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There is a widespread custom among the Jewish people to fill up their kiddush cup to the point that it overflows. This overflowing of wine symbolizes Hashems blessing overflowing in our lives. I was told by someone that this wine is compared to the wine that we spill out during Pesach for the ten makkos which al pi kaballah is a high level of klippah and shouldnt even be touched let alone drunk.

Question: What if any is the source that one should not drink the wine that spills out of the kiddush cup as described above.

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Do you want answers of sources permitting? –  HodofHod May 16 '12 at 18:34
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I've only seen that minhag by havdalah not kiddush. –  Double AA May 16 '12 at 18:40
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In a related Gemara, (Eruvin 65a-b) R. Hanin says that if wine is spilled in your house like water there is a bruchah, if not, not. I think the underlying idea of the bruchah is that your wine should be as plentiful as the water in your house, of which you wouldn't care if some spilled since you have so much of it. Therefore, I would think you should not drink the spilled wine since then you are implying that your wine is not as plentiful as water, and you do care if some of it goes to waste. –  zaq May 16 '12 at 21:57
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@zaq Sounds like an answer to me! –  Double AA May 16 '12 at 22:18
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@Fred I believe that would be the subject of a machloket, if spilling can create pagum or not. Some say pagum means drunk from. I'll have to check for a source... –  Double AA May 16 '12 at 22:20

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Eruvin 65a-b:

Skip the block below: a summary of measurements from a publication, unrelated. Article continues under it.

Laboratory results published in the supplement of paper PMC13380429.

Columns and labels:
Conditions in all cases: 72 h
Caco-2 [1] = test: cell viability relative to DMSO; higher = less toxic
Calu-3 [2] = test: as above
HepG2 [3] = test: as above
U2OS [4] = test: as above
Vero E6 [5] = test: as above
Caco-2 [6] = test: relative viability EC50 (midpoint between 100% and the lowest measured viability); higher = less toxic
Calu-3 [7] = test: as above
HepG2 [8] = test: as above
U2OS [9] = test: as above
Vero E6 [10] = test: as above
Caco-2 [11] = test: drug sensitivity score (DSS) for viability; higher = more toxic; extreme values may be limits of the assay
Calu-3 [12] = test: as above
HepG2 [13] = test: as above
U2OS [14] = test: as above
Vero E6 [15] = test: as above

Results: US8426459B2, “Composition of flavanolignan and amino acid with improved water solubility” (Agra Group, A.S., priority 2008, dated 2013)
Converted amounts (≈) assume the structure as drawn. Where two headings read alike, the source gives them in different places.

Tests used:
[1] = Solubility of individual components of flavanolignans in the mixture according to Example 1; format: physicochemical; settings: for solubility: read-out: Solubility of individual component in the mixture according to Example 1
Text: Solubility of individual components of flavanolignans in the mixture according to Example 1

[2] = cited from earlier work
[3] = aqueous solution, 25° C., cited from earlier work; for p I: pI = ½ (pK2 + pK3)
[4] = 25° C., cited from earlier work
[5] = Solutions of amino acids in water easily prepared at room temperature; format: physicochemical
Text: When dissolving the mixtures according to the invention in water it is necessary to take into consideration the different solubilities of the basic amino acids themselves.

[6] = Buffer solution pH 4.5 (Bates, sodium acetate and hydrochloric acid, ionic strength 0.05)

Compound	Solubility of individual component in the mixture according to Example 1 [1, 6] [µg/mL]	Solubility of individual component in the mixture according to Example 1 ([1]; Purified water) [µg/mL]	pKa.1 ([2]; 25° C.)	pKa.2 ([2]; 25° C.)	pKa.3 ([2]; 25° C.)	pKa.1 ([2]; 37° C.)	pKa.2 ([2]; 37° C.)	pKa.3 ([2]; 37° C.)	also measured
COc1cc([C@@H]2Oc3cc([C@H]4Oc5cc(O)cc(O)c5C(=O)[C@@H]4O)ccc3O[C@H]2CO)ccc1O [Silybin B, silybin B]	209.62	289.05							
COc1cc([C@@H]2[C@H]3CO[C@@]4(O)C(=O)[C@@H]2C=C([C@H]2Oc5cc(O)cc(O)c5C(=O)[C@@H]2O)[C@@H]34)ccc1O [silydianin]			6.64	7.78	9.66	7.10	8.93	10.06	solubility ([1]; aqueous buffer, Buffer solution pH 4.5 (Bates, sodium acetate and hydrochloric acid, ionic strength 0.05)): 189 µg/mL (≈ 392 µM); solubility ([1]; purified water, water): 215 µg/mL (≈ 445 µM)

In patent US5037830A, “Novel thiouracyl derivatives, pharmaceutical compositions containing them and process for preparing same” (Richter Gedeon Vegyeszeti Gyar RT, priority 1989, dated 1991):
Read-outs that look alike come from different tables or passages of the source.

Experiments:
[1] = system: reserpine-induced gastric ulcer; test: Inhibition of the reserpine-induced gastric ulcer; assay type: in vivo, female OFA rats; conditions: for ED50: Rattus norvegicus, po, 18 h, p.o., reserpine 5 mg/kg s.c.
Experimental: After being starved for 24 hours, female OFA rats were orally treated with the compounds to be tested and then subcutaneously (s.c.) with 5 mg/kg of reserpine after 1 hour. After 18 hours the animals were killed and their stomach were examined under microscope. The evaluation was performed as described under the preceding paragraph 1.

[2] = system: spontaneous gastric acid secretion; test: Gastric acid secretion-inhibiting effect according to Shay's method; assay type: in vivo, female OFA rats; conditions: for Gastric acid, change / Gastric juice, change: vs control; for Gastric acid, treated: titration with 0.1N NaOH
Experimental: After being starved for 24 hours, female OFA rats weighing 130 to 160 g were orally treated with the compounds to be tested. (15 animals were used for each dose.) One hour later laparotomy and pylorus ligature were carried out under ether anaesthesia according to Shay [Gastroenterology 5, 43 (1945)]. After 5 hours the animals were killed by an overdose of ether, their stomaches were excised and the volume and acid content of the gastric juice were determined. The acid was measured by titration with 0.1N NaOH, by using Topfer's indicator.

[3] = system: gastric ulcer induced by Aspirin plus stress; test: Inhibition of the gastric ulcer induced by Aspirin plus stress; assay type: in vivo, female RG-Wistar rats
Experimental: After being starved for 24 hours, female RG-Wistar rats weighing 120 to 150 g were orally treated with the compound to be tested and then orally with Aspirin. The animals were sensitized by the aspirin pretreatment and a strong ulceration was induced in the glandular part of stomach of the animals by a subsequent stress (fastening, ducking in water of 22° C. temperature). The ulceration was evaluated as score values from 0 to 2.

R. Hanin b. Papa stated: A person in whose house wine is not poured like water has not attained the state of blessedness;

for it is said: And he will bless thy bread and thy water (Mishpatim 23:25) as the 'bread' is food that may be bought with the money of the Second Tithe so is the 'water' a liquid that may be bought with the money of the Second Tithe. Now such a liquid is of course wine, and yet is called 'water'. If therefore, it is poured in one's house like water that house has attained to the state of blessedness, otherwise it has not.

[iTalmud App]

I think the underlying idea of the bruchah is that your wine should be as plentiful as the water in your house, of which you wouldn't care if some spilled since you have so much of it. Therefore, I would think you should not drink the spilled wine since then you are implying that your wine is not as plentiful as water, and you do care if some of it goes to waste.

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Isn't the very presence of the spilled wine the reason for the blessing? How could that which causes the blessing, and is blessed, be unfit for consumption? –  EEE May 18 '12 at 0:06

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